Four Common Myths About Commercial Fire Sprinkler Systems

Usha Tyson, PE

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3 Dec 2020

One of the simplest and most effective methods of commercial fire protection is the sprinkler system. Fighting a fire when it's small is the best way to prevent injury to people and damage to property. According to the National Fire Protection Association (NFPA), when sprinklers are present, the chances of dying in a fire are reduced by four-fifths and the average property loss per fire is cut by one-half to two-thirds, compared to fires where sprinklers aren't present. While it’s unquestionable that sprinklers are critical lines of defense against a fire, it’s surprising how many myths still exist about how sprinklers actually work. In this post, let’s confront 4 myths about commercial fire sprinkler systems and debunk them once and for all.

  1. Every sprinkler head goes off during a fire
    Each fire sprinkler head is designed and calibrated to react to the heat of a fire. Instead of releasing suppression agents on unaffected areas of a property, only the sprinkler heads in the proximity of the fire will activate to suppress the fire. The only type of system that is designed for all sprinklers to activate is a deluge system. These are usually found in systems that are protecting structures with highly combustible fuels. In these situations, it’s critical to disperse a large amount of suppressant before the flame quickly escalates.
  2. Sprinkler systems extinguish fires
    Although sprinkler systems have extinguished countless fires since their inception in the late 19th century, most sprinkler systems are designed to “suppress” fires. They work by limiting the size of the fire growth and containing the fire in the area of origin so occupants can evacuate safely.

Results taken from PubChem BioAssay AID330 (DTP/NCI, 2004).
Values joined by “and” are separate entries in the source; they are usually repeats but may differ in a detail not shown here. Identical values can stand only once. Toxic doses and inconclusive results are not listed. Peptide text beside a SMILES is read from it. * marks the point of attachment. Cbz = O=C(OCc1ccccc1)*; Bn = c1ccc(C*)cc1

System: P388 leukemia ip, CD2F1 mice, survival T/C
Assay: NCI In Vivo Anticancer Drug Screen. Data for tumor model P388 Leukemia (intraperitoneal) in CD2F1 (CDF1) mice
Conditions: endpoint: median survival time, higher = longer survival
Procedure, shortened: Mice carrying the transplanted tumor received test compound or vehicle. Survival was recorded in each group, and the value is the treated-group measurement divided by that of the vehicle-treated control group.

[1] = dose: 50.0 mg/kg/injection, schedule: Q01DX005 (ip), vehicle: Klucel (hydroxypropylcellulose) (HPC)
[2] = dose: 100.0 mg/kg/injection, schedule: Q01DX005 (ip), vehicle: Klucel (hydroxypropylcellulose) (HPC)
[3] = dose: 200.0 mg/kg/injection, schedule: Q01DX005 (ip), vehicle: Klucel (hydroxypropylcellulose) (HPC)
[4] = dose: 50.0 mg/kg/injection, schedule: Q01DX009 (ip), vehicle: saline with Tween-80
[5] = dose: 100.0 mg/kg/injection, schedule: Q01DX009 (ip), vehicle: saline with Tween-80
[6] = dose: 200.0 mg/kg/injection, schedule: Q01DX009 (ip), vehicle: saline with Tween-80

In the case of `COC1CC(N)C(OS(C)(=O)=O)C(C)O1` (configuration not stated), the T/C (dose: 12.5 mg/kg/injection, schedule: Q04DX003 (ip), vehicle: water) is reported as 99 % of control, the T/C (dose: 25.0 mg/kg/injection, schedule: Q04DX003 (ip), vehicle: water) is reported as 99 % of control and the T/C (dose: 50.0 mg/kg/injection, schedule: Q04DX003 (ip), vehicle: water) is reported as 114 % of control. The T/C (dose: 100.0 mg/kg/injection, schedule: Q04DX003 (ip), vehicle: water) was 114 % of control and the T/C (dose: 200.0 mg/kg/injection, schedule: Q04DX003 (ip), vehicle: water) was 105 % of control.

3. Fire sprinkler systems do not require maintenance
    To keep your fire sprinkler system in the best working condition, regular maintenance and monthly tests should be conducted. These can include inspecting the sprinkler system heads, and looking for any possible leaks or valve malfunctions. Fire sprinkler system inspections are the only ways to know that your building is in compliance with NFPA regulations.
  4. All sprinkler systems contain water
    Determining the appropriate sprinkler systems is not a “one size fits all” approach. Consider an office building with desks and conference rooms compared to an unheated warehouse filled with boxes of goods. The automatic fire sprinkler system that will effectively protect an office building will not necessarily be the same system that will work for the warehouse.

To optimize the use of a fire sprinkler installation, work with a fire protection engineer to determine the most suitable type of sprinkler head, as well as the optimal layout for full coverage. Fire protection engineers can meet all applicable codes and standards for automatic sprinkler systems, and ensure that you are providing the safest—and most cost effective—solutions for your facility.